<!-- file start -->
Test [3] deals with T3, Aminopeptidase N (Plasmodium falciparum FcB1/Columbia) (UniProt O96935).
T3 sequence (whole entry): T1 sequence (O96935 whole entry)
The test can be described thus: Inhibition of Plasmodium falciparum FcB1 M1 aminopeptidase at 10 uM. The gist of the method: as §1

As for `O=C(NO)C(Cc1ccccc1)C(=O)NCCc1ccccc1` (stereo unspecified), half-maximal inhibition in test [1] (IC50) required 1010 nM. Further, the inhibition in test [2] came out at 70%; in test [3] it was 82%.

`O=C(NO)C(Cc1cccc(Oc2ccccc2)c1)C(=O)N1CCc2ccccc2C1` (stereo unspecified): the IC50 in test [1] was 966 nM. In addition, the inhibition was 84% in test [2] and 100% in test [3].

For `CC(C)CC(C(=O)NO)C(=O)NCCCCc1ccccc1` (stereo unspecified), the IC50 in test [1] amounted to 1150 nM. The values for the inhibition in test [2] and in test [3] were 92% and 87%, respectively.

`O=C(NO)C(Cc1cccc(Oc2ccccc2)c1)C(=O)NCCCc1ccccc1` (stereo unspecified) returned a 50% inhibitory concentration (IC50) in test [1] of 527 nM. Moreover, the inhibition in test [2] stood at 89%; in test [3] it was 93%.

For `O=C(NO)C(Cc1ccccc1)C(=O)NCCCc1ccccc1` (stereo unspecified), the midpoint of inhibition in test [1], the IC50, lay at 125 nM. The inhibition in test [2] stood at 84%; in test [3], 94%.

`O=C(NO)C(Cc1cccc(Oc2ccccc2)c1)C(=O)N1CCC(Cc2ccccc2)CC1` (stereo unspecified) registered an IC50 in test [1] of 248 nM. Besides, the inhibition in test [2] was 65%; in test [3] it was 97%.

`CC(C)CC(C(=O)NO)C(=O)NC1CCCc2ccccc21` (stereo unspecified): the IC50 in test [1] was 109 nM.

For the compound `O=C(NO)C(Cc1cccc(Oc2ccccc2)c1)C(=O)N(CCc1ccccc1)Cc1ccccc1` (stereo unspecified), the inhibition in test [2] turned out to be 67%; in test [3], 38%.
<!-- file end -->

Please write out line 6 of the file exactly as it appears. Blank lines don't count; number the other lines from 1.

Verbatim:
For `CC(C)CC(C(=O)NO)C(=O)NCCCCc1ccccc1` (stereo unspecified), the IC50 in test [1] amounted to 1150 nM. The values for the inhibition in test [2] and in test [3] were 92% and 87%, respectively.